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Strategic Assessment (Quarter 2, 2021)


The themes and conclusions presented in the Quarter 1 Strategic Assessment continue in the second quarter of 2021. COVID-19 continues to dominate the world, although heroic scientific and manufacturing efforts have seen vaccine production expand and grow. While vaccines offer a way out, it is still too early to return to a pre-COVID world. The Army must expect and plan to continue supporting domestic efforts, especially in accelerating vaccine rollouts, as well as supporting our regional partners with their own measures. Outbreaks will continue to flare up, of either known variants or new mutations, and we remain one of the few organisations with the flexibility, readiness and logistic depth to provide support.

On the positive side, the first half of 2021 has seen better economic growth than was expected at any point last year. This is excellent news for Australia, but does present a double-edged sword, as Army must grapple with competition in manufacturing and workforce areas. As Army’s acquisition budget grows within Defence and our average levels of technical requirement match pace, the pressures on recruiting and retention will continue to demand revision and innovation in our workforce management. Simultaneously, as our capability grows we will face pressures from overseas supply chains that are already wound tightly due to shortages of key materials and COVID-19 restrictions.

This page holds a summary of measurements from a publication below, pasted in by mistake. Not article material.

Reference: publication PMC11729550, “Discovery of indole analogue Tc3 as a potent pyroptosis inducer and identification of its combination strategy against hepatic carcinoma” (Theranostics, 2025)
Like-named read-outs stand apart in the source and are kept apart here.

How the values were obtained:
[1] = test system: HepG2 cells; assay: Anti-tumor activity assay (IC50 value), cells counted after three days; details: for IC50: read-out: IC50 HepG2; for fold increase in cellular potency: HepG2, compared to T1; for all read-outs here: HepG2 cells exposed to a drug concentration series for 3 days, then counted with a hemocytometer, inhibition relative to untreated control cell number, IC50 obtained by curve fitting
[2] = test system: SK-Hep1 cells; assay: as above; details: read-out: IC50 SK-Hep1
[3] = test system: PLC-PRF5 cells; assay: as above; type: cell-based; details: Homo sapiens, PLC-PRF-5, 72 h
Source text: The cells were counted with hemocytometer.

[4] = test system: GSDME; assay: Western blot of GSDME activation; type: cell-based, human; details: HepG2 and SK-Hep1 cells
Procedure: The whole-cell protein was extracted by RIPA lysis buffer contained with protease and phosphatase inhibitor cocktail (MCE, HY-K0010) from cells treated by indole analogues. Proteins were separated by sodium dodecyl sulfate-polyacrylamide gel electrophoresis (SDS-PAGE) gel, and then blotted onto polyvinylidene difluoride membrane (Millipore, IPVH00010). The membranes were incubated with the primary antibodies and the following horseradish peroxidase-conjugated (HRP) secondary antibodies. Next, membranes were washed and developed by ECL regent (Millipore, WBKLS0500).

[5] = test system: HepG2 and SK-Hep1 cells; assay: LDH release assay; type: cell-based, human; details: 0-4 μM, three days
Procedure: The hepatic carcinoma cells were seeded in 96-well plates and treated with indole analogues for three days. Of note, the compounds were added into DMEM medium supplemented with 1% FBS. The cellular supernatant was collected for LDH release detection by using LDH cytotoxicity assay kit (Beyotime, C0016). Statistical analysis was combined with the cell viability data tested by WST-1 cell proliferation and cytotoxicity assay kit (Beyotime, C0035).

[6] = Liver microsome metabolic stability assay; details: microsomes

Overlayed on these challenges are increasing tensions within the strategic environment. The geostrategic order continues to fragment, with COVID-19 still another vector in increasing geopolitical and economic tensions. A significant part of the world’s national security apparatus is increasingly focusing on the Asia-Pacific, with recent United Kingdom and
European Union deployments to the region. As a significant actor within the Indo-Pacific, the Australian Defence Force (ADF) will need to remain prepared for an increased propensity to be committed to a range of domestic and international tasks.

Overall, while there has been a constant stream of newsworthy events this quarter, little which is fundamental has changed. COVID-19 continues to define the times, including now as another tool in a nation’s diplomatic toolbox. Global and domestic economic performance has improved, but this has left risks relating to escalating debt, inflation, supply chain security and geo-economics untouched. The strategic environment continues to morph with the interplay of powers in strategic competition. These challenges have implications for the Australian Army and its partners no matter what time horizon is being prepared for.